Juho Kilkki has long been one of skiing's outliers. Finnish skiers (and snowboarders) tend to be different, but even in the rarified world that is the scene up there, he stands out from the crowd. You doubtless know of him as one of those weird skiers from Real Skifi, even if you never knew his name. I first met Juho a few years later, at the legendary Backyard Park in Savitaipale. Like most, I knew him from Real Skifi which is a totally different animal, but seeing him doing 'normal' tricks on the dreamlike rail setup they have there blew my mind. He can do just about anything, first try. Something I was reminded of when we met again during the Real Skifi UK Tour and played a short, brutal game of skate.
But while his technical talent is undeniable, it's his mind that is truly unique. It's a cliché to say that creative skiers are 'artists', who see things differently. In Juho's case, that doesn't go far enough. He's playing with a whole different deck of cards, as much mad scientist as an artist. It's a combination perfectly highlighted by his latest edit, Social Distancing.
I'd hazard a guess that the vast majority of you reading this article have, at some point, balanced a camera on a bush, propped it up against a hoodie, or found some other simple way to film yourself. With much of the world in some kind of lockdown, Juho took that concept and ran with it, creating a piece that is both the ski edit and the making-of, all rolled into one. We hadn't spoken in a while, so I reached out to see how he was doing and find out more about the making of Social Distancing which, if you somehow missed, you should watch right now:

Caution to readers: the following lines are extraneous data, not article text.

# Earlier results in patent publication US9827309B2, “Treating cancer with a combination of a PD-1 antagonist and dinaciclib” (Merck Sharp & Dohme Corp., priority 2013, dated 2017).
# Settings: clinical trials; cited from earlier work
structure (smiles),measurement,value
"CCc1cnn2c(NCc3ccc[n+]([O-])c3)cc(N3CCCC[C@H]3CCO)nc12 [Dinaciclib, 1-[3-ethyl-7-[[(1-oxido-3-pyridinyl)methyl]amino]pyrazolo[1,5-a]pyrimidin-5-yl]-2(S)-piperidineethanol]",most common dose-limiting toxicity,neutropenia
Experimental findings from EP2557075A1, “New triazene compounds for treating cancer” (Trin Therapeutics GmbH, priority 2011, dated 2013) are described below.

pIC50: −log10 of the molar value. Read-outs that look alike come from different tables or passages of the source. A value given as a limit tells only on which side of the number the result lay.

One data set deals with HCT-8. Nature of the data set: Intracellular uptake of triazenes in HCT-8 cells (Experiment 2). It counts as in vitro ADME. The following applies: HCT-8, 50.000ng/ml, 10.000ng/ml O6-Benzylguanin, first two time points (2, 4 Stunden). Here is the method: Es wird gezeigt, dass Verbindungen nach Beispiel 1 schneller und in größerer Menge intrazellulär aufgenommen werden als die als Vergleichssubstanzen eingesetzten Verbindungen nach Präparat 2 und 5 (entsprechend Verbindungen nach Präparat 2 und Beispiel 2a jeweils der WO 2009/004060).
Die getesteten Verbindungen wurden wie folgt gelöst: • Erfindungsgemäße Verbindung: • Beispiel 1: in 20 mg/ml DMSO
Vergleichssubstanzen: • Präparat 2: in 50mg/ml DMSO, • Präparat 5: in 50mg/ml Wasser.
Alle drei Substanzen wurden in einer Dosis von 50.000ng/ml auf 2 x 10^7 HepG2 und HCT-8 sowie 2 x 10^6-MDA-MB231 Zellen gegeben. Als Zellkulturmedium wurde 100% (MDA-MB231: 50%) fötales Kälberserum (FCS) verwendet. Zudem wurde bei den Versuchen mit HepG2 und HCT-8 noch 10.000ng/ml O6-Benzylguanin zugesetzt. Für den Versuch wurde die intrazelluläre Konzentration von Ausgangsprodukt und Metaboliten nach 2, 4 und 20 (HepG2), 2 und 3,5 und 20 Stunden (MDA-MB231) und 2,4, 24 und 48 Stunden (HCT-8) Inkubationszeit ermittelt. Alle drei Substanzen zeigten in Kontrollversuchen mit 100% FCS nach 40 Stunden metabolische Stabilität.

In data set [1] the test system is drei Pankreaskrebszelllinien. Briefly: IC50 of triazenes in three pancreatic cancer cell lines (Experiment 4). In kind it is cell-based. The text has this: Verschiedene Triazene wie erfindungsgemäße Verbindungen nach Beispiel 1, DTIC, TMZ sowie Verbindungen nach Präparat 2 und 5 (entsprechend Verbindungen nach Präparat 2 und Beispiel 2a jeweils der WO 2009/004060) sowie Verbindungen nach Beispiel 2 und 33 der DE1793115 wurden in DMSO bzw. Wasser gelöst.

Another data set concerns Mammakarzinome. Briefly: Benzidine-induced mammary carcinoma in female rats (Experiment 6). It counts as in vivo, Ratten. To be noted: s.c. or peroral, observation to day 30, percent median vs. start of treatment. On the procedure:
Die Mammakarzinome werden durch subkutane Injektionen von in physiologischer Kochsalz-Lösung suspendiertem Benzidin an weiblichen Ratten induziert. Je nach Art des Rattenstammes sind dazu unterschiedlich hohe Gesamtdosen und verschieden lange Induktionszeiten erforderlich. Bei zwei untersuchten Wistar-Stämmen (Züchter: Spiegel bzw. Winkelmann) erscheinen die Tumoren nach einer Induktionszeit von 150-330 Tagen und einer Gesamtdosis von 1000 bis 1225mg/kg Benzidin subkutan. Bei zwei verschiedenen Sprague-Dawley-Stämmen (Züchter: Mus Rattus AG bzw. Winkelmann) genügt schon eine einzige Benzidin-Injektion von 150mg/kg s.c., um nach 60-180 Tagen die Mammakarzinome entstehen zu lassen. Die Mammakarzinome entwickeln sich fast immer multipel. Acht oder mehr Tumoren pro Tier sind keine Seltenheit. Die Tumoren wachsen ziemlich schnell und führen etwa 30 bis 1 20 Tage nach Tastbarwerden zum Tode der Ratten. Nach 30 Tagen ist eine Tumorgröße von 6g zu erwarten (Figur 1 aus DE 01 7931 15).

I'll start with the obvious question of the moment, how are things looking over in Finland right now?
We’ve managed to keep the curve quite flat in Finland actually. So even though everyday life is a bit odd with all the restrictions the situation is somewhat in control over here.
Is it the lock-down that inspired Social Distancing in the first place?
The new video was definitely inspired by the lock-down but it wasn’t 100% a new idea. Doing some crazy solo camera work had been on my mind for a while but this situation seemed like a perfect fit for the idea.
How did you figure out the timings for the shots? You studied Mathematics but did you actually sit down and work out all the weights of the liquids and the timings in advance, or was it more trial and improvement?
Haha, it’s true that I spent two years studying maths at University but I only wish I could tell you stories about how I calculated all the timings. It was just trial and error... but mostly error you know. It was pretty frustrating to land a trick and then go see the clip and realize that the timing was off.
Which was the hardest shot of the lot to get?
The hardest tricks in terms of skiing were actually the Natas spins on the rock. They were somehow super hard to get to look how I wanted. I had to lower the bar a bit with them eventually. The ghost jump between the rails was really hard mentally though.
Filming wise the spinning crane needed super precise timing and a lot of preparations. All the pans were hard too. They weren’t as consistent as you’d hope. For example, just the opening shot of me walking to the zone took like 2 hours to get.
You're a dad now, and you've had a few injuries along the way. How much are you still getting to ski?
This year I got to ski a lot actually! Which was great, since the two seasons before that were overshadowed by knee issues. I graduated from University last summer and since then I’ve been a 50% stay-at-home dad and 50% pro skier. I quit coaching at the local freestyle club and haven’t done any other jobs cause I wanted to focus all my time and energy (you know the 50% I still have) on my own skiing and videomaking. So basically my ski ”career” is still going strong if you were wondering about that. And maybe even about to get stronger than ever.